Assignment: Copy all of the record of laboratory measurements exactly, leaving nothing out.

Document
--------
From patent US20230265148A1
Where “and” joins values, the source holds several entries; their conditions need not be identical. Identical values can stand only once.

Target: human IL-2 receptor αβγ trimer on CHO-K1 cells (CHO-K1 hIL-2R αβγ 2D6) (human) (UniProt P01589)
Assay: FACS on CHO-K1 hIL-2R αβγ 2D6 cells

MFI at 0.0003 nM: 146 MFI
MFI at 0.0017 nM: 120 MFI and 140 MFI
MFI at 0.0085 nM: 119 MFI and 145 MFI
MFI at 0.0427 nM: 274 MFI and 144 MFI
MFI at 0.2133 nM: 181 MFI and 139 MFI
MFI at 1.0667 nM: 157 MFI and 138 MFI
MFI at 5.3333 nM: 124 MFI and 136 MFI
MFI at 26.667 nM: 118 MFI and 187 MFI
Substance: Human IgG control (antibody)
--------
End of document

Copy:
From patent US20230265148A1
Where “and” joins values, the source holds several entries; their conditions need not be identical. Identical values can stand only once.

Target: human IL-2 receptor αβγ trimer on CHO-K1 cells (CHO-K1 hIL-2R αβγ 2D6) (human) (UniProt P01589)
Assay: FACS on CHO-K1 hIL-2R αβγ 2D6 cells

MFI at 0.0003 nM: 146 MFI
MFI at 0.0017 nM: 120 MFI and 140 MFI
MFI at 0.0085 nM: 119 MFI and 145 MFI
MFI at 0.0427 nM: 274 MFI and 144 MFI
MFI at 0.2133 nM: 181 MFI and 139 MFI
MFI at 1.0667 nM: 157 MFI and 138 MFI
MFI at 5.3333 nM: 124 MFI and 136 MFI
MFI at 26.667 nM: 118 MFI and 187 MFI
Substance: Human IgG control (antibody)